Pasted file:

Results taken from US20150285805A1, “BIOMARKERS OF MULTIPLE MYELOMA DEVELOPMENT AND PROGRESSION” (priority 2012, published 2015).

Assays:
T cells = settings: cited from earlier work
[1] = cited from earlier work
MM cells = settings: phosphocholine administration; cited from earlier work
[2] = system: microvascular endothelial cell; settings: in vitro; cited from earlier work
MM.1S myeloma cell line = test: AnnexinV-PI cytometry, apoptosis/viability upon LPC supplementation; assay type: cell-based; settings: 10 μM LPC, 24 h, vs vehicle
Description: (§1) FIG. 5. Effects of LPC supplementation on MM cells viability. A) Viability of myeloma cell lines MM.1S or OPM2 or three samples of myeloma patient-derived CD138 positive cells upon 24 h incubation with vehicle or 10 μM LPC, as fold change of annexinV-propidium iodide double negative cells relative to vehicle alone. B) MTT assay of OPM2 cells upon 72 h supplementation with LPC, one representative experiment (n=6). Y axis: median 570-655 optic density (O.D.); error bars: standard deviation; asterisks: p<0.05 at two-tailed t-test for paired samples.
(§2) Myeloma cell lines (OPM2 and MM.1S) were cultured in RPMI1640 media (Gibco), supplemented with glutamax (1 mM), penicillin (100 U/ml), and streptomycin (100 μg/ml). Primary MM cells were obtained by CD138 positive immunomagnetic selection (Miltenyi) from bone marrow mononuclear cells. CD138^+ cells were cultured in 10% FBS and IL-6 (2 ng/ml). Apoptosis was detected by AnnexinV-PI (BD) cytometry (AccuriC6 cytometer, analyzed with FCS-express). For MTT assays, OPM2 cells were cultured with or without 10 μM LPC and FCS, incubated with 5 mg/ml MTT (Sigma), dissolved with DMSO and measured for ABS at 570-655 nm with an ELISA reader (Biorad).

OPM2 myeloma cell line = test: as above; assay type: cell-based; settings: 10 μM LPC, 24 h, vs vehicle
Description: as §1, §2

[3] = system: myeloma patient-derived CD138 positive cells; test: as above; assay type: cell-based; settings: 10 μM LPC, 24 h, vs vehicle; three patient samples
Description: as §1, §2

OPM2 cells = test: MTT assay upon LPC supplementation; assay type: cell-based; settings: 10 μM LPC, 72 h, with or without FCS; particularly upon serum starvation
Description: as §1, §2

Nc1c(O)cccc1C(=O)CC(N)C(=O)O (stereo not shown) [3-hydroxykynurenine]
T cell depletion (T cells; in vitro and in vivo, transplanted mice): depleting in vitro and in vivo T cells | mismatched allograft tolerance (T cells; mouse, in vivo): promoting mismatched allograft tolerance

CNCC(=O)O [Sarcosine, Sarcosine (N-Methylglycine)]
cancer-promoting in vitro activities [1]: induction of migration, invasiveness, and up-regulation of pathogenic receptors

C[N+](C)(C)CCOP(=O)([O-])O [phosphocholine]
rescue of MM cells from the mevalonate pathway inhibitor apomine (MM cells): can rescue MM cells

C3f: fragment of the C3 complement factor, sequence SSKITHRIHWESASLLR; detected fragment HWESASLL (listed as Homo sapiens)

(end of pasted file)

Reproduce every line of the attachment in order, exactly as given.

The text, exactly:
Results taken from US20150285805A1, “BIOMARKERS OF MULTIPLE MYELOMA DEVELOPMENT AND PROGRESSION” (priority 2012, published 2015).

Assays:
T cells = settings: cited from earlier work
[1] = cited from earlier work
MM cells = settings: phosphocholine administration; cited from earlier work
[2] = system: microvascular endothelial cell; settings: in vitro; cited from earlier work
MM.1S myeloma cell line = test: AnnexinV-PI cytometry, apoptosis/viability upon LPC supplementation; assay type: cell-based; settings: 10 μM LPC, 24 h, vs vehicle
Description: (§1) FIG. 5. Effects of LPC supplementation on MM cells viability. A) Viability of myeloma cell lines MM.1S or OPM2 or three samples of myeloma patient-derived CD138 positive cells upon 24 h incubation with vehicle or 10 μM LPC, as fold change of annexinV-propidium iodide double negative cells relative to vehicle alone. B) MTT assay of OPM2 cells upon 72 h supplementation with LPC, one representative experiment (n=6). Y axis: median 570-655 optic density (O.D.); error bars: standard deviation; asterisks: p<0.05 at two-tailed t-test for paired samples.
(§2) Myeloma cell lines (OPM2 and MM.1S) were cultured in RPMI1640 media (Gibco), supplemented with glutamax (1 mM), penicillin (100 U/ml), and streptomycin (100 μg/ml). Primary MM cells were obtained by CD138 positive immunomagnetic selection (Miltenyi) from bone marrow mononuclear cells. CD138^+ cells were cultured in 10% FBS and IL-6 (2 ng/ml). Apoptosis was detected by AnnexinV-PI (BD) cytometry (AccuriC6 cytometer, analyzed with FCS-express). For MTT assays, OPM2 cells were cultured with or without 10 μM LPC and FCS, incubated with 5 mg/ml MTT (Sigma), dissolved with DMSO and measured for ABS at 570-655 nm with an ELISA reader (Biorad).

OPM2 myeloma cell line = test: as above; assay type: cell-based; settings: 10 μM LPC, 24 h, vs vehicle
Description: as §1, §2

[3] = system: myeloma patient-derived CD138 positive cells; test: as above; assay type: cell-based; settings: 10 μM LPC, 24 h, vs vehicle; three patient samples
Description: as §1, §2

OPM2 cells = test: MTT assay upon LPC supplementation; assay type: cell-based; settings: 10 μM LPC, 72 h, with or without FCS; particularly upon serum starvation
Description: as §1, §2

Nc1c(O)cccc1C(=O)CC(N)C(=O)O (stereo not shown) [3-hydroxykynurenine]
T cell depletion (T cells; in vitro and in vivo, transplanted mice): depleting in vitro and in vivo T cells | mismatched allograft tolerance (T cells; mouse, in vivo): promoting mismatched allograft tolerance

CNCC(=O)O [Sarcosine, Sarcosine (N-Methylglycine)]
cancer-promoting in vitro activities [1]: induction of migration, invasiveness, and up-regulation of pathogenic receptors

C[N+](C)(C)CCOP(=O)([O-])O [phosphocholine]
rescue of MM cells from the mevalonate pathway inhibitor apomine (MM cells): can rescue MM cells

C3f: fragment of the C3 complement factor, sequence SSKITHRIHWESASLLR; detected fragment HWESASLL (listed as Homo sapiens)